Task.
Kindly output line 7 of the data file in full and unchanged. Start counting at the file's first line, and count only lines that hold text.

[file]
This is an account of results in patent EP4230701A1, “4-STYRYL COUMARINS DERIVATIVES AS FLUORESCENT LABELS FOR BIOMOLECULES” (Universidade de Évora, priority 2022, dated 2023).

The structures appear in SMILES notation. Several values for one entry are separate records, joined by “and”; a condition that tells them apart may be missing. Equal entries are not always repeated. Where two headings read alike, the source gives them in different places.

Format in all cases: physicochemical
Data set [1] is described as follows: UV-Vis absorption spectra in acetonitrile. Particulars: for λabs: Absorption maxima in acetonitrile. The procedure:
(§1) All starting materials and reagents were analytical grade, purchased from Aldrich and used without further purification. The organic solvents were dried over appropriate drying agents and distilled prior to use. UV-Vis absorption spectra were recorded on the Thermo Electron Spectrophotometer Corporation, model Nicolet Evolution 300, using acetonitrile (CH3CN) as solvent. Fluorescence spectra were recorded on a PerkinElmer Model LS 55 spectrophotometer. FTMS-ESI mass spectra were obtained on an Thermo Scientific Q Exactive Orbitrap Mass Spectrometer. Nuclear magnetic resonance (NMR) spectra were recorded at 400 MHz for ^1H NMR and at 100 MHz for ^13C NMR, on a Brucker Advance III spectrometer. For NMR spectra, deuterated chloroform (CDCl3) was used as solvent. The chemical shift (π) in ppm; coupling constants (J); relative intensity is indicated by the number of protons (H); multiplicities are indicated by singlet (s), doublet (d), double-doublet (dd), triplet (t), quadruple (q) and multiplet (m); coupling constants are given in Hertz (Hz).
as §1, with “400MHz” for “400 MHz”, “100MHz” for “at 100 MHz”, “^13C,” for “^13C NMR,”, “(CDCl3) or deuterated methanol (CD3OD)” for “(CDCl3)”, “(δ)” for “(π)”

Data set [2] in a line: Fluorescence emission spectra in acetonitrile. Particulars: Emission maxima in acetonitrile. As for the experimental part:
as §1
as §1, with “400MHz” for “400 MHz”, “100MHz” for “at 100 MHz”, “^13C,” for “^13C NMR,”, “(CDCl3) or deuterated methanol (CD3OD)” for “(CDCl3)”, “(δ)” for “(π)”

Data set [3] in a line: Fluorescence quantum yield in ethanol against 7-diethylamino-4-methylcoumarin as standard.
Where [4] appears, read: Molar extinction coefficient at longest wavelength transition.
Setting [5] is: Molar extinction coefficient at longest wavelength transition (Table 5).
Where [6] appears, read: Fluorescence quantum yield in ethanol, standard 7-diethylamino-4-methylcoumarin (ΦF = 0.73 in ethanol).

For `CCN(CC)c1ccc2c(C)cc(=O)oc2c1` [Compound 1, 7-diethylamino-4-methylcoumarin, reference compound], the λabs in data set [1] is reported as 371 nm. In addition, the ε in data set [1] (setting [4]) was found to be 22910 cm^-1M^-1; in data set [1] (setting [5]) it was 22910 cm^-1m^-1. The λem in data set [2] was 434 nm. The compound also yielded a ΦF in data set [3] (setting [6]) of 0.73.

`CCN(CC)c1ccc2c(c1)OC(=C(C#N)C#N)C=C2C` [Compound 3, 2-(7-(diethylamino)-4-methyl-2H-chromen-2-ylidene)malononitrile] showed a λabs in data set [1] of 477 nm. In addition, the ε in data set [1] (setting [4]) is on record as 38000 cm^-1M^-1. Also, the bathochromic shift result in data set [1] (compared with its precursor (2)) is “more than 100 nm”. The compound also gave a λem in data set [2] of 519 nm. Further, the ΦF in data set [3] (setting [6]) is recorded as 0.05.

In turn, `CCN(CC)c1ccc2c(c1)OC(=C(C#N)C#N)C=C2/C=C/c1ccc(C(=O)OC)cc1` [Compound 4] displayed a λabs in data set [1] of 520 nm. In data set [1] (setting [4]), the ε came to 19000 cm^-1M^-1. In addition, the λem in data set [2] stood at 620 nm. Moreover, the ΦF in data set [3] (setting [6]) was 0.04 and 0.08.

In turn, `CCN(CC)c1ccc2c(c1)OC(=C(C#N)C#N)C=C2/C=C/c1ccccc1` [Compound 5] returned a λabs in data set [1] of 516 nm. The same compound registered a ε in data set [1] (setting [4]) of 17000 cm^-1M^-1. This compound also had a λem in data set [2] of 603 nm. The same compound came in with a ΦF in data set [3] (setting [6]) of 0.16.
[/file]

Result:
Data set [2] in a line: Fluorescence emission spectra in acetonitrile. Particulars: Emission maxima in acetonitrile. As for the experimental part: